Get Smart About Menopause
Knowledge is power. The first step in dealing with anything is to know what you’re dealing with. Perimenopause typically starts in your 40s, but can sometimes start earlier. This stage of the journey typically lasts 7 to 10 years but can last as long as 14. Perimenopause can also be the start of up to 34+ bothersome symptoms. It’s important to be aware of the symptoms you might experience due to the body’s normal hormonal and physiological shifts during this life stage, which include:
- Hot Flashes and Night Sweats
- Problems with Memory, Concentration and Brain Fog
- Fatigue and Irritability
- Anxiety, Mood Swings, and Low Self-Esteem
- Muscle Aches and Joint Pain
Depending on the symptoms you need to manage, there are a variety of solutions available to make your day-to-day work and home life more manageable. Science-backed therapies, including cognitive behavioral therapy, hypnotherapy, MHT (Menopausal Hormone Therapy), and more, are all viable options for managing menopause symptoms. Lifestyle and behavioral changes such as increasing exercise, following a plant-based diet, quitting smoking, and managing stress are also key. Simple strategies can be helpful too. New brands are offering products for everything from thinning hair to vaginal dryness to cooling mists and sweat-proof makeup.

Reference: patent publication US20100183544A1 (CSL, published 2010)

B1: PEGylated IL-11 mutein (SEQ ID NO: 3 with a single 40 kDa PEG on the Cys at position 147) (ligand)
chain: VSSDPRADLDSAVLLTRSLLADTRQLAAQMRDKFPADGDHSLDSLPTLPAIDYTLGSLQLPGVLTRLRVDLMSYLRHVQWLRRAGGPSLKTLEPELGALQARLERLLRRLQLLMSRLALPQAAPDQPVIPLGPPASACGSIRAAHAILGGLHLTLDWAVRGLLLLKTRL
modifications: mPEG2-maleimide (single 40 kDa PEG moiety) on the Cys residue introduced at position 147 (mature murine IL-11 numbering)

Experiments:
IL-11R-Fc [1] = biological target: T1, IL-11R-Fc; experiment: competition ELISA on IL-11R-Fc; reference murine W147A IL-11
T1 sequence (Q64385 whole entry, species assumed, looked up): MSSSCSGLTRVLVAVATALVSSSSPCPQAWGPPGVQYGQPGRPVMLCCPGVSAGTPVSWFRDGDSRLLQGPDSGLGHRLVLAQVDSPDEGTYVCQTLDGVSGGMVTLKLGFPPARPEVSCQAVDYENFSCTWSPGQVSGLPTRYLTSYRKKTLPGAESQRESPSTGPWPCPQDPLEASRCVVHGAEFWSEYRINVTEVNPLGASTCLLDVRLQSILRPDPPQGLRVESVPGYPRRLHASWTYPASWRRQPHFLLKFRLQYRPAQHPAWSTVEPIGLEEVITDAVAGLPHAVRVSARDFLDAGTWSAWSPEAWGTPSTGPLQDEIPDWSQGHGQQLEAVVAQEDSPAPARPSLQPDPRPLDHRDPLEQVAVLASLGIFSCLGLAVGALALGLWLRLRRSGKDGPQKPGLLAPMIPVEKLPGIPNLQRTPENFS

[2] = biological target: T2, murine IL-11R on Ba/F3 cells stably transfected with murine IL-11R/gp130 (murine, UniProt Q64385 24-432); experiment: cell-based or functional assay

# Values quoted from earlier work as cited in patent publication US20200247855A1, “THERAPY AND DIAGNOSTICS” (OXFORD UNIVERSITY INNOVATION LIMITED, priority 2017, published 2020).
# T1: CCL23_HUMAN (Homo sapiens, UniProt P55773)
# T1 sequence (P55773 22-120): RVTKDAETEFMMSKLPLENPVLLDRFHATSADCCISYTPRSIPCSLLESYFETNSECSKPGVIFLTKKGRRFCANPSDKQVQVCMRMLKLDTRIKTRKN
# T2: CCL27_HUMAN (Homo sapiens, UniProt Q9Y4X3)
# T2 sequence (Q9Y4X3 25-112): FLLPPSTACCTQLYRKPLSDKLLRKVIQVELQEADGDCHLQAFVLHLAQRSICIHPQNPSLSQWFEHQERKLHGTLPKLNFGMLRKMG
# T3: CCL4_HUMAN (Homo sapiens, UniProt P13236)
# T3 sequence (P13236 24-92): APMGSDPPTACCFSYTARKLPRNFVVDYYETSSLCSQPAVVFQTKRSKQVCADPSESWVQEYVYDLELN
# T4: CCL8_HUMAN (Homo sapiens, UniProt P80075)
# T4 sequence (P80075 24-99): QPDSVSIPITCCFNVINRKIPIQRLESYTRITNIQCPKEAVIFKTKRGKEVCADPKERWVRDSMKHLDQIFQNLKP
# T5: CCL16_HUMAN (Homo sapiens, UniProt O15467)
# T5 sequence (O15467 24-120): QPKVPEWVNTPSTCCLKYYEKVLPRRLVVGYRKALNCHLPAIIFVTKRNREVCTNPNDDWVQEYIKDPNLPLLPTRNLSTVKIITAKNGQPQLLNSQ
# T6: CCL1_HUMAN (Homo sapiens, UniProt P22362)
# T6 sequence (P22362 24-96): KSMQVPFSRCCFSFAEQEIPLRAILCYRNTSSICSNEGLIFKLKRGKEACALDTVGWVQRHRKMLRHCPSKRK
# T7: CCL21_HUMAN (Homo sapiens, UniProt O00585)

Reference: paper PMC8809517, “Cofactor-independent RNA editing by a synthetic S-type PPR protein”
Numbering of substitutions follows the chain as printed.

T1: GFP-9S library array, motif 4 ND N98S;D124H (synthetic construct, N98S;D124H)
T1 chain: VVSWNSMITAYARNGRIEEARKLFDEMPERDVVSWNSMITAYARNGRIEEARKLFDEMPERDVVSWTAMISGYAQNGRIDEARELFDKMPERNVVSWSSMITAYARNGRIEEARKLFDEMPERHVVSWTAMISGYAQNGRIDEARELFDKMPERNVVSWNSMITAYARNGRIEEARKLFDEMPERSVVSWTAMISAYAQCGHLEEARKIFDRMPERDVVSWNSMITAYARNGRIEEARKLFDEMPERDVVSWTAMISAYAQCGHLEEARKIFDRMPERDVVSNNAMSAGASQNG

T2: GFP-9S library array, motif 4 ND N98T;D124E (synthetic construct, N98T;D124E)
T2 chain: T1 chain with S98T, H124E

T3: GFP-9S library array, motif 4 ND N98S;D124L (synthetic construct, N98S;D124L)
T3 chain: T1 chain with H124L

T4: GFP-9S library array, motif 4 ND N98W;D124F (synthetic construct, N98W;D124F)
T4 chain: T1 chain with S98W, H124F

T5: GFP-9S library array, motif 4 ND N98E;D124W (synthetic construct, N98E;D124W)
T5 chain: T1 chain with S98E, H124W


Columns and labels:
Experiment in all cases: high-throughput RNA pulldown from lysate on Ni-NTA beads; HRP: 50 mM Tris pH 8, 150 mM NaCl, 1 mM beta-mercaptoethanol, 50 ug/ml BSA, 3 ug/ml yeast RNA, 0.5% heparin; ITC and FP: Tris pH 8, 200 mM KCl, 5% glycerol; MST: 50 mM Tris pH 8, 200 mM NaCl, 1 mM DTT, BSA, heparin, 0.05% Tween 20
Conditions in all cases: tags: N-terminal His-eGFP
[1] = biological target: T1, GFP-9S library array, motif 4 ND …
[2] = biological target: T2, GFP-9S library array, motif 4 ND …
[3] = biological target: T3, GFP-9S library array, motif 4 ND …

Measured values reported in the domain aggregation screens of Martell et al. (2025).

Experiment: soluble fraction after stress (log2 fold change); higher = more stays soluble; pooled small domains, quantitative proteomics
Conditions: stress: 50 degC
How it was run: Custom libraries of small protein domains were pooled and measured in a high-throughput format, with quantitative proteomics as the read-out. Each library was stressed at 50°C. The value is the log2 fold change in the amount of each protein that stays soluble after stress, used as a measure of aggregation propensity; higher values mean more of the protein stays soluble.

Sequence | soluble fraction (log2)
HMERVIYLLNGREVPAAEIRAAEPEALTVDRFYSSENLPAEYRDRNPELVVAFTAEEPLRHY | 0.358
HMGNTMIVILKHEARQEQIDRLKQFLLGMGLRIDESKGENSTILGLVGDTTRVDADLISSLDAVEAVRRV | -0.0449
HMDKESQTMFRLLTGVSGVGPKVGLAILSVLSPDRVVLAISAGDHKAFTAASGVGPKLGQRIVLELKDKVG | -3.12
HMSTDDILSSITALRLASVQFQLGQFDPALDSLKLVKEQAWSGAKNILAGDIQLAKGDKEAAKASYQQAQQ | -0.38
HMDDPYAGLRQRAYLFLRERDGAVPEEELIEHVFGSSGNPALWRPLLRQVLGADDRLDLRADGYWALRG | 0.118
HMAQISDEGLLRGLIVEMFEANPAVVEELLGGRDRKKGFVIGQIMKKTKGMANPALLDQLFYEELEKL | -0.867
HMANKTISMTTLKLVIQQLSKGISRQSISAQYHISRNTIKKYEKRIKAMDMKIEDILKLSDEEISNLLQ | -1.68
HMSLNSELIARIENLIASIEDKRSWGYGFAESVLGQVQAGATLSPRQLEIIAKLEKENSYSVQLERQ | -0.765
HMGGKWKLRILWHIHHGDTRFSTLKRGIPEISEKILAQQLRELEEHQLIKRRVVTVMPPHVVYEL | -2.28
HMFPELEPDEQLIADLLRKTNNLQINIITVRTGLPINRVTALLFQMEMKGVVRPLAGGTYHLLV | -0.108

Become a Meno-Champion at Work
Change starts with you. One of the best ways to start to normalize menopause in the workplace is to be an example for others. Speak up about your challenges to signal other women that it’s okay to acknowledge what you’re going through.
Rally others in the workplace to request a menopause workshop or launch and learn, and invite an expert or two to talk about the impacts of menopause at work and home.
Talk to your manager or HR representative about what you’re going through and what you need. Feeling a bit nervous about having this conversation is completely normal. Being a champion for change always involves a bit of the unknown, but when you think about it, it’s no different than employees who have previously advocated for same-sex domestic partnership benefits, mental health and wellness support, and paternity leave. Come prepared with ideas around expanding healthcare offerings for female employees beyond pregnancy and fertility, such as access to specialist care or technology-based personalized solutions like the Midday app and the Midday Work-Life Balance Program.
You can also discuss ways to make the workplace more menopause supportive. Flexible work schedules, company information sessions, proactively addressing menopause stigma whenever it arises, or yes, even cooling mist dispensers in the ladies’ room are just a start. The important thing to know is that you are not alone.
Want to learn more about managing menopause in the workplace? Visit our website and download our white paper “Eradicating the Stigma of Menopause In the Workplace” or reach out to us at firstname.lastname@example.org.